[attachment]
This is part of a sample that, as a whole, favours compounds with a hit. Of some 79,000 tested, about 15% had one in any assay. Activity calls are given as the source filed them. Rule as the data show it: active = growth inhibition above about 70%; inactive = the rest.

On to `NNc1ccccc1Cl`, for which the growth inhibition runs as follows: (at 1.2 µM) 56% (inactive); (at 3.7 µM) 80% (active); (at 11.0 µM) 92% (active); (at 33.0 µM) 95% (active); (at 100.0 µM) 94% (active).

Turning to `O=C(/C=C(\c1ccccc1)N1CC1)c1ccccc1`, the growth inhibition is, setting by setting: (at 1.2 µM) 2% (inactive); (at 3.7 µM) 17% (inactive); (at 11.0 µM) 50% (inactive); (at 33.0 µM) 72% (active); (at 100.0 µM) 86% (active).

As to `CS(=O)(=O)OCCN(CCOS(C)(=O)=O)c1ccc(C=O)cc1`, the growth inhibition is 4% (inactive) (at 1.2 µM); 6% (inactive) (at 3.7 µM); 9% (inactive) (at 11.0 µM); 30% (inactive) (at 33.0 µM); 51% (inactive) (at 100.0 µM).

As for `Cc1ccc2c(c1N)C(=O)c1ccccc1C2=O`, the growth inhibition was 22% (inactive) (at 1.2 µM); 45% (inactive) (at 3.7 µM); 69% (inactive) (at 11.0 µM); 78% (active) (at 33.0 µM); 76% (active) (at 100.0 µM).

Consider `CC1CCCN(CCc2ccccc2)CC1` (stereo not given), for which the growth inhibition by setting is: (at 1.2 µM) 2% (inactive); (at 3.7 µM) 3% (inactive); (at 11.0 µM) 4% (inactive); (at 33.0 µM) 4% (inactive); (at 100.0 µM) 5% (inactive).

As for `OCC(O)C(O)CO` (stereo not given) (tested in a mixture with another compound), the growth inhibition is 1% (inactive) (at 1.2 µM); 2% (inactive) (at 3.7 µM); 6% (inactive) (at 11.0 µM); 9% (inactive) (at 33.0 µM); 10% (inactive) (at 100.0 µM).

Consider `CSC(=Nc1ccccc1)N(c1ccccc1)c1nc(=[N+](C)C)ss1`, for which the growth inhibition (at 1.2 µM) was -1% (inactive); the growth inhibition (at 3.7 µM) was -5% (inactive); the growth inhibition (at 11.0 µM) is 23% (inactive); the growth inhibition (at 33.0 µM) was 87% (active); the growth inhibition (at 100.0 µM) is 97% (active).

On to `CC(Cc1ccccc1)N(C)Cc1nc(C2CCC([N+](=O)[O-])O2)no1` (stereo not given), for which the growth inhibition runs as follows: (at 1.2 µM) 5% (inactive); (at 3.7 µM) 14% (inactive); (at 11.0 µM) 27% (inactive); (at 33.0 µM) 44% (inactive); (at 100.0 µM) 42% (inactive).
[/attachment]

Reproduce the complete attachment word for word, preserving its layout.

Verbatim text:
This is part of a sample that, as a whole, favours compounds with a hit. Of some 79,000 tested, about 15% had one in any assay. Activity calls are given as the source filed them. Rule as the data show it: active = growth inhibition above about 70%; inactive = the rest.

On to `NNc1ccccc1Cl`, for which the growth inhibition runs as follows: (at 1.2 µM) 56% (inactive); (at 3.7 µM) 80% (active); (at 11.0 µM) 92% (active); (at 33.0 µM) 95% (active); (at 100.0 µM) 94% (active).

Turning to `O=C(/C=C(\c1ccccc1)N1CC1)c1ccccc1`, the growth inhibition is, setting by setting: (at 1.2 µM) 2% (inactive); (at 3.7 µM) 17% (inactive); (at 11.0 µM) 50% (inactive); (at 33.0 µM) 72% (active); (at 100.0 µM) 86% (active).

As to `CS(=O)(=O)OCCN(CCOS(C)(=O)=O)c1ccc(C=O)cc1`, the growth inhibition is 4% (inactive) (at 1.2 µM); 6% (inactive) (at 3.7 µM); 9% (inactive) (at 11.0 µM); 30% (inactive) (at 33.0 µM); 51% (inactive) (at 100.0 µM).

As for `Cc1ccc2c(c1N)C(=O)c1ccccc1C2=O`, the growth inhibition was 22% (inactive) (at 1.2 µM); 45% (inactive) (at 3.7 µM); 69% (inactive) (at 11.0 µM); 78% (active) (at 33.0 µM); 76% (active) (at 100.0 µM).

Consider `CC1CCCN(CCc2ccccc2)CC1` (stereo not given), for which the growth inhibition by setting is: (at 1.2 µM) 2% (inactive); (at 3.7 µM) 3% (inactive); (at 11.0 µM) 4% (inactive); (at 33.0 µM) 4% (inactive); (at 100.0 µM) 5% (inactive).

As for `OCC(O)C(O)CO` (stereo not given) (tested in a mixture with another compound), the growth inhibition is 1% (inactive) (at 1.2 µM); 2% (inactive) (at 3.7 µM); 6% (inactive) (at 11.0 µM); 9% (inactive) (at 33.0 µM); 10% (inactive) (at 100.0 µM).

Consider `CSC(=Nc1ccccc1)N(c1ccccc1)c1nc(=[N+](C)C)ss1`, for which the growth inhibition (at 1.2 µM) was -1% (inactive); the growth inhibition (at 3.7 µM) was -5% (inactive); the growth inhibition (at 11.0 µM) is 23% (inactive); the growth inhibition (at 33.0 µM) was 87% (active); the growth inhibition (at 100.0 µM) is 97% (active).

On to `CC(Cc1ccccc1)N(C)Cc1nc(C2CCC([N+](=O)[O-])O2)no1` (stereo not given), for which the growth inhibition runs as follows: (at 1.2 µM) 5% (inactive); (at 3.7 µM) 14% (inactive); (at 11.0 µM) 27% (inactive); (at 33.0 µM) 44% (inactive); (at 100.0 µM) 42% (inactive).